Did The Parties Agree To Arbitrate?

Typically, a court will find that the parties agreed to arbitrate if the aircraft purchase agreement contains an arbitration clause or provision.  However, this may not be the case if the arbitration provision itself was fraudulently induced, which will be addressed in more detail below.

What Issues Did The Parties Agree To Arbitrate?

Assuming the first factor has been satisfied, the court will look at the language of the parties' agreement to determine what issues they intended to arbitrate. The language must either specifically state the issues subject to arbitration, or it must be sufficiently broad to cover the claims alleged.  If the court determines that it is "reasonably debatable" whether a dispute is subject to arbitration, it will require that the dispute be arbitrated.

Examples Of Arbitration Language.

An arbitration clause in an aircraft purchase agreement that states

“any controversy or claim arising out of or relating to this agreement, or the alleged breach thereof”

will likely be considered broad enough to encompass most claims relating to the agreement.  In that instance, a general attack on the purchase agreement alleging that it is void because it was fraudulently induced or the result of mutual mistake would still be subject to arbitration.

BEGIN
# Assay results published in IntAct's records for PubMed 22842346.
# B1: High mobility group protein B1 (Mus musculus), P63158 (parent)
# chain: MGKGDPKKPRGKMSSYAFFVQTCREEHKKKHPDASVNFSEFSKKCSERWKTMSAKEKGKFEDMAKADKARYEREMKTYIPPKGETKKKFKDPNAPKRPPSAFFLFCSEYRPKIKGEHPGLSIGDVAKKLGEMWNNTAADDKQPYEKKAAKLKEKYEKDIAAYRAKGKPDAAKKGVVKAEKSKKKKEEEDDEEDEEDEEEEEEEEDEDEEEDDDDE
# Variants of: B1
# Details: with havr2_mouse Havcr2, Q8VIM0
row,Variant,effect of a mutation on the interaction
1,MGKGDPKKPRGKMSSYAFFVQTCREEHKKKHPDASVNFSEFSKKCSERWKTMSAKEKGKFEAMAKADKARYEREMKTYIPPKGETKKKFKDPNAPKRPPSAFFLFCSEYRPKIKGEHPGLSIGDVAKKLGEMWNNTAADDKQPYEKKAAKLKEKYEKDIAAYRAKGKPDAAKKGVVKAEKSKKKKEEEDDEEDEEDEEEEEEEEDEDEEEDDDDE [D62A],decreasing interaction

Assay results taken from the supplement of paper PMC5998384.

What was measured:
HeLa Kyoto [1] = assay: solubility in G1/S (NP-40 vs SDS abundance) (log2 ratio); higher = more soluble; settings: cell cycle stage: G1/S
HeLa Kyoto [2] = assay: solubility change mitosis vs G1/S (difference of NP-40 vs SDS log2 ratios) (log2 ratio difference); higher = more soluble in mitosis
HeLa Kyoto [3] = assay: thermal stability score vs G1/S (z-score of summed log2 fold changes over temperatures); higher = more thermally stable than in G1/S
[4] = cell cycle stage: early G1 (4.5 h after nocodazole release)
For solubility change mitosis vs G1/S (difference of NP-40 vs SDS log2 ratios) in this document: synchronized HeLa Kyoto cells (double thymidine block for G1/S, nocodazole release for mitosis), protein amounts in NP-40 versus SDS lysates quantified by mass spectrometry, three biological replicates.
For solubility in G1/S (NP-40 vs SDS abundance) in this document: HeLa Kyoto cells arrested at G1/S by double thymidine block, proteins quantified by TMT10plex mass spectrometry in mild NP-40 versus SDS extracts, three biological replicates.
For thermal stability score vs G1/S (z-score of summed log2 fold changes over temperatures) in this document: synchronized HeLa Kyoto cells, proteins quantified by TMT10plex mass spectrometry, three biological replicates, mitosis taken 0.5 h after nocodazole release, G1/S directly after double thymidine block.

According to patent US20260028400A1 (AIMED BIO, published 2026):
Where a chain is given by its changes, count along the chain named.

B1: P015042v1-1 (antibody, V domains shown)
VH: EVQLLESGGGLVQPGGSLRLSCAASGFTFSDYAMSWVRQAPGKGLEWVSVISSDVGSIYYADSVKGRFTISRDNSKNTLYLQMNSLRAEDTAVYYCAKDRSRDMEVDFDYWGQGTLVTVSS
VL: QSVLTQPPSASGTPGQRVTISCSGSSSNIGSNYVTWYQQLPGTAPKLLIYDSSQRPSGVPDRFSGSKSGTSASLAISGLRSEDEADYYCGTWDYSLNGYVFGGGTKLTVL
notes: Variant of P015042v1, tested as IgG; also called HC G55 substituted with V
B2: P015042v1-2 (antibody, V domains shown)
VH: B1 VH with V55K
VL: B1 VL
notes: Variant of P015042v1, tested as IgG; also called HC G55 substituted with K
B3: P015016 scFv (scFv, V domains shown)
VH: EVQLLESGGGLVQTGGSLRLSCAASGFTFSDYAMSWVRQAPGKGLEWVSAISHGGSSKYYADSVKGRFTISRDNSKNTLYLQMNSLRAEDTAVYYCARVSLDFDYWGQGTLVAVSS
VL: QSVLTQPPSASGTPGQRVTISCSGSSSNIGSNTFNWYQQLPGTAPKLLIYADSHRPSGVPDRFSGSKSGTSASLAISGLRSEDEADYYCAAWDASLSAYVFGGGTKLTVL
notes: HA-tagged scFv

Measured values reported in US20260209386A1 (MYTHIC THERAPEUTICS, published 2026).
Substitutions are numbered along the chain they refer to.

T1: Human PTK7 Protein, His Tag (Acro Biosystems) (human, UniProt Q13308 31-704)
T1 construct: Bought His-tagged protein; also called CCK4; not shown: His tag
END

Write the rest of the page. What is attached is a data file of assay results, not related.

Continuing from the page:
Conversely, an arbitration clause stating that it covers

“any claim arising out of or relating to the physical condition of the aircraft”

will only include claims with respect to the condition of the aircraft but not issues of whether the parties actually agreed to arbitrate.  Without some evidence of the parties' intent to arbitrate them, claims of fraud in the inducement of the agreement to arbitrate, rather than claims of fraud with respect to the aircraft purchase agreement as a whole or the condition of the aircraft, would be decided by the court rather than an arbitrator.

To put it another way, the court will not consider claims of fraud in the inducement of the aircraft purchase agreement generally.  Those claims will have to be arbitrated.  Only where the claim of fraud in the inducement goes specifically to the arbitration provision itself will the claim be decided by the court rather than the arbitrator.

Conclusion

If you have an arbitration clause in your aircraft purchase agreement, you will need to carefully review the language and compare it to the claims at issue.  Broad language means all claims will likely have to be arbitrated, including claims that the agreement to arbitrate was fraudulently induced.  Anything less than that broad language and claims may or may not be subject to arbitration.